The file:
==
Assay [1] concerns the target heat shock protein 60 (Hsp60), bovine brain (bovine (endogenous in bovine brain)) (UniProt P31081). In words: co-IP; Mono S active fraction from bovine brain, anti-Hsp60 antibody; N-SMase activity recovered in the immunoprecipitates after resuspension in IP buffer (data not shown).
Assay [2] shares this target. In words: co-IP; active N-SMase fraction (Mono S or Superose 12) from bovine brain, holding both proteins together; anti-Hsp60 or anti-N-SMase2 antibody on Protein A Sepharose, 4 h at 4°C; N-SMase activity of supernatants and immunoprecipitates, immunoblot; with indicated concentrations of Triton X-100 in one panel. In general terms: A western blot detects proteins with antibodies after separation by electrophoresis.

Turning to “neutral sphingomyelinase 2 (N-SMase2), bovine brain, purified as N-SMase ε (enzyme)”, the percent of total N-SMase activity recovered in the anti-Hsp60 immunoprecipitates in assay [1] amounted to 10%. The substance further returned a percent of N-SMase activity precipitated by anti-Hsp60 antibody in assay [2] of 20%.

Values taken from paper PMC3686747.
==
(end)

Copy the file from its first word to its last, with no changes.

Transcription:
Assay [1] concerns the target heat shock protein 60 (Hsp60), bovine brain (bovine (endogenous in bovine brain)) (UniProt P31081). In words: co-IP; Mono S active fraction from bovine brain, anti-Hsp60 antibody; N-SMase activity recovered in the immunoprecipitates after resuspension in IP buffer (data not shown).
Assay [2] shares this target. In words: co-IP; active N-SMase fraction (Mono S or Superose 12) from bovine brain, holding both proteins together; anti-Hsp60 or anti-N-SMase2 antibody on Protein A Sepharose, 4 h at 4°C; N-SMase activity of supernatants and immunoprecipitates, immunoblot; with indicated concentrations of Triton X-100 in one panel. In general terms: A western blot detects proteins with antibodies after separation by electrophoresis.

Turning to “neutral sphingomyelinase 2 (N-SMase2), bovine brain, purified as N-SMase ε (enzyme)”, the percent of total N-SMase activity recovered in the anti-Hsp60 immunoprecipitates in assay [1] amounted to 10%. The substance further returned a percent of N-SMase activity precipitated by anti-Hsp60 antibody in assay [2] of 20%.

Values taken from paper PMC3686747.